Fans of freshwater fish can prepare for their mouth to water, while committed carnivores will feast like nowhere else. Warthog may sound weird, but it's the tastiest ham you'll ever eat. Cape Cuisine or Cape Malay cuisine consists of semi-sweet curries, bredie (stew), bobotie (spicy minced dish with custard), sosaties (kebab), but what Capetonians really love is a braai or barbecue, from the Afrikaans for 'meat grill'. Potjieko are meals cooked on a three-legged pot over an open fire. A short drive out of Cape Town and you'll be in the heart of the Cape Winelands region; sample liquid gold (and garnet) in the form of chenin blanc, chardonnay or cabernet sauvignon with a meal in one of the countless vineyard-cum-restaurants around Stellenbosch, Franschhoek and Paarl.
For rides such as from the city centre to the Waterfront, try Rikki's Intercity (+27 (0)21 418 6713) minibuses, otherwise hail cabs in the street or ask your hotel to arrange one.
It is customary to tip 10-15 per cent for what is usually super-friendly service.
The South African rand (ZAR); the exchange rate is roughly R14 to £1; R7 to $1.
Surfwear vs windcheaters. Beware the 'southeaster': this wind can play havoc on the beaches, although its also nicknamed the Cape Doctor as it also means perfect sea conditions for surfers.
Walk through the Gardens, a pretty patch of greenery near the city centre which was originally planted by Jan van Riebeeck, the chap who founded the Cape. He originally planted these grounds to keep the visiting ships stocked with fresh veggies. (Luckily these days you'll have no problem finding fabulous restaurants to keep you in supply in that department.) Here you can also gain access to the National Gallery, the South African Museum (www.iziko.org.za) and the acclaimed new Jewish Museum (www.sajewishmuseum.co.za).
Cape Town is fast becoming a favourite destination to pop to for some serious beautifying. Not only is express cosmetic surgery a speciality, but it's also a hub for holistic medicine. So there's no excuse now not to go home from your trip looking and feeling your best.
Long Street is lined with enticing art galleries and antiques stores; explore Pan African Market's maze of passages and Burr & Muir on the corner of Church Street for Art Deco and Art Nouveau treasures - they'll happily ship your purchases. And if you like your craftworks, pop into the Bead Shop. The V&A Waterfront, the huge touristy harbour complex, has every entertainment and retail offering and though not particularly charming, it's worth a visit to see the wild seals sunning themselves in the harbour. Keep your receipts as you can claim taxes back at the airport before you check in.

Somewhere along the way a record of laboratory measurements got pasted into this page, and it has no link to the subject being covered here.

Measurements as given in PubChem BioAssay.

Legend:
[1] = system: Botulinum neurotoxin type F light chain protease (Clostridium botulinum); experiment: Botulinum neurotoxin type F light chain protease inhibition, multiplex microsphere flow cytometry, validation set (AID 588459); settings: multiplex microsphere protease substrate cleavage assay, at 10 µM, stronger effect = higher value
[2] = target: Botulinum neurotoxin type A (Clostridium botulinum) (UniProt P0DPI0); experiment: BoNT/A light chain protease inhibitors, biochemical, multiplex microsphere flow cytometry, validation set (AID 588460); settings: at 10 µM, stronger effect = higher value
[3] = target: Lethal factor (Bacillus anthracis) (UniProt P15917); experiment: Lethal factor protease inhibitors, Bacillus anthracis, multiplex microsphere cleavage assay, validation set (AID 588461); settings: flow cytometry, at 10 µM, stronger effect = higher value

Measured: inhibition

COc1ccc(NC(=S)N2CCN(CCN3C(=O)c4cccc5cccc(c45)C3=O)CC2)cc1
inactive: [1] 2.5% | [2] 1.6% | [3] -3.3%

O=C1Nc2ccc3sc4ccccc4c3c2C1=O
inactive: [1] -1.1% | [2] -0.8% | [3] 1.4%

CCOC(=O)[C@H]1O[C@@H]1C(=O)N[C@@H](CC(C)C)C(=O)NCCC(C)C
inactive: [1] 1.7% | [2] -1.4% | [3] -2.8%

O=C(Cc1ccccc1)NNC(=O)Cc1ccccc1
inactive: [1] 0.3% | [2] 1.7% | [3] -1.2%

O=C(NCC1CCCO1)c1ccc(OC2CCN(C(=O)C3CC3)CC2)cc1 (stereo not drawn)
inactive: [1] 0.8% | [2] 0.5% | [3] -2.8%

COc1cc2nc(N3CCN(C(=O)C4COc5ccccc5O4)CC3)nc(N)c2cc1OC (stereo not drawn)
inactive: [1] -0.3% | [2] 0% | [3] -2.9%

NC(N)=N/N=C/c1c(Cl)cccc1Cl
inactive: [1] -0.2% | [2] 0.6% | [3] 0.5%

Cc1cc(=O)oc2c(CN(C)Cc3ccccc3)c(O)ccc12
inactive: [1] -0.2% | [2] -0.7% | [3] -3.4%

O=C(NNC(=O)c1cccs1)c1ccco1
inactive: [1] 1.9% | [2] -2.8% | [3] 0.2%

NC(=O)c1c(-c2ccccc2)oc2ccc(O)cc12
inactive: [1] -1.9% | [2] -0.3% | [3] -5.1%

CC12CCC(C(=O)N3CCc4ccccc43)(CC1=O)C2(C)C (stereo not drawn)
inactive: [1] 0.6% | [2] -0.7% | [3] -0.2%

Don't miss climbing to the top of Table Mountain - or at least take the cable car. Our top tip is to go early in the day to avoid the crowds, and don't forget to take water and a light jacket - it gets chilly up there at the top.
Go animal spotting! Whale- and dolphin-watching is the best at the former fishing village of Hermanus from July to November, while African Penguins pose on the rocks all year round at Boulders Beach, half an hour south of the city. That's not to mention all the monkeys that might swing by to say hello along the way.
1 January The street party that is Cape Town New Year Carnaval promises colourful song-and-dance shenanigans. March-April Cape Town Festival is an exciting arts extravaganza that takes place in the City Bowl and at the Waterfront - the short-film and food offerings are our favourite part of it. November-April Picnic in the prettiest part of town, to the smooth sounds of Kirstenbosch Summer Sunset Concerts (www.nbi.ac.za).